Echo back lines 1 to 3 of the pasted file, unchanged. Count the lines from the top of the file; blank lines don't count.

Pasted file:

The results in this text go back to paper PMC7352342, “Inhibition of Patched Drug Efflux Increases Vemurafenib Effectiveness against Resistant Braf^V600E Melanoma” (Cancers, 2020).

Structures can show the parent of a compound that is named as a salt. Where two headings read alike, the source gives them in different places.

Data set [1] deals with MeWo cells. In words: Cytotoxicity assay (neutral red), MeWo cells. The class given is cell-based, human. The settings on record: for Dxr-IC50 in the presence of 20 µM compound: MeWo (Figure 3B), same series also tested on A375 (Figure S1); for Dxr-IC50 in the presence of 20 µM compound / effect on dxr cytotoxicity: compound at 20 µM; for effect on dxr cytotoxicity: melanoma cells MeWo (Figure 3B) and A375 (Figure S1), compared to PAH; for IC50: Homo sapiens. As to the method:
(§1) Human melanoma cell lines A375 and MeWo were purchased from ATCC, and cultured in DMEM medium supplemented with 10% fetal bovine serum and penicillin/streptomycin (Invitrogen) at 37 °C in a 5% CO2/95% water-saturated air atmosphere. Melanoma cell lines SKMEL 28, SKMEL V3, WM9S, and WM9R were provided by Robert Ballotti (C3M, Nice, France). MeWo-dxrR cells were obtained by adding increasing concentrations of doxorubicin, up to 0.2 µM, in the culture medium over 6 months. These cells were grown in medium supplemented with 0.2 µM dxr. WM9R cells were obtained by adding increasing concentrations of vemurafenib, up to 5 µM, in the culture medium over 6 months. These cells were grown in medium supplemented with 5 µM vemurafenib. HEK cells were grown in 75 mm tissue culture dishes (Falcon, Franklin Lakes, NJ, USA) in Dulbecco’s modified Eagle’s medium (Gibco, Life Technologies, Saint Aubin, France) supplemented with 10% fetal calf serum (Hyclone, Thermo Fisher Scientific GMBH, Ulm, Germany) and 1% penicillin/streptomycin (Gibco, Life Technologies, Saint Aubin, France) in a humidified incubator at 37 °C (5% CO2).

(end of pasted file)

The results in this text go back to paper PMC7352342, “Inhibition of Patched Drug Efflux Increases Vemurafenib Effectiveness against Resistant Braf^V600E Melanoma” (Cancers, 2020).

Structures can show the parent of a compound that is named as a salt. Where two headings read alike, the source gives them in different places.

Data set [1] deals with MeWo cells. In words: Cytotoxicity assay (neutral red), MeWo cells. The class given is cell-based, human. The settings on record: for Dxr-IC50 in the presence of 20 µM compound: MeWo (Figure 3B), same series also tested on A375 (Figure S1); for Dxr-IC50 in the presence of 20 µM compound / effect on dxr cytotoxicity: compound at 20 µM; for effect on dxr cytotoxicity: melanoma cells MeWo (Figure 3B) and A375 (Figure S1), compared to PAH; for IC50: Homo sapiens. As to the method: